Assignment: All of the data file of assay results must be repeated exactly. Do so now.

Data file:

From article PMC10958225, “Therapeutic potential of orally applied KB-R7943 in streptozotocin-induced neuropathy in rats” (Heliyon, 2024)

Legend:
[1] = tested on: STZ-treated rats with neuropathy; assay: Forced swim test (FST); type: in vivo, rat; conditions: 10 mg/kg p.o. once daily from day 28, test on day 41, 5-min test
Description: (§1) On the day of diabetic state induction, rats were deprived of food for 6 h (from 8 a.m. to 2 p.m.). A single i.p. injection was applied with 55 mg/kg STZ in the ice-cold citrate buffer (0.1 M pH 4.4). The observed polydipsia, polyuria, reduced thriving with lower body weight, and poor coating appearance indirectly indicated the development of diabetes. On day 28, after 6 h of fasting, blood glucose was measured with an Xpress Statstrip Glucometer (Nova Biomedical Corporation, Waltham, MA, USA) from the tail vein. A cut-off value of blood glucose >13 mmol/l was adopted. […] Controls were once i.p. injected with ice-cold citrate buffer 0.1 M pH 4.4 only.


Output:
From article PMC10958225, “Therapeutic potential of orally applied KB-R7943 in streptozotocin-induced neuropathy in rats” (Heliyon, 2024)

Legend:
[1] = tested on: STZ-treated rats with neuropathy; assay: Forced swim test (FST); type: in vivo, rat; conditions: 10 mg/kg p.o. once daily from day 28, test on day 41, 5-min test
Description: (§1) On the day of diabetic state induction, rats were deprived of food for 6 h (from 8 a.m. to 2 p.m.). A single i.p. injection was applied with 55 mg/kg STZ in the ice-cold citrate buffer (0.1 M pH 4.4). The observed polydipsia, polyuria, reduced thriving with lower body weight, and poor coating appearance indirectly indicated the development of diabetes. On day 28, after 6 h of fasting, blood glucose was measured with an Xpress Statstrip Glucometer (Nova Biomedical Corporation, Waltham, MA, USA) from the tail vein. A cut-off value of blood glucose >13 mmol/l was adopted. […] Controls were once i.p. injected with ice-cold citrate buffer 0.1 M pH 4.4 only.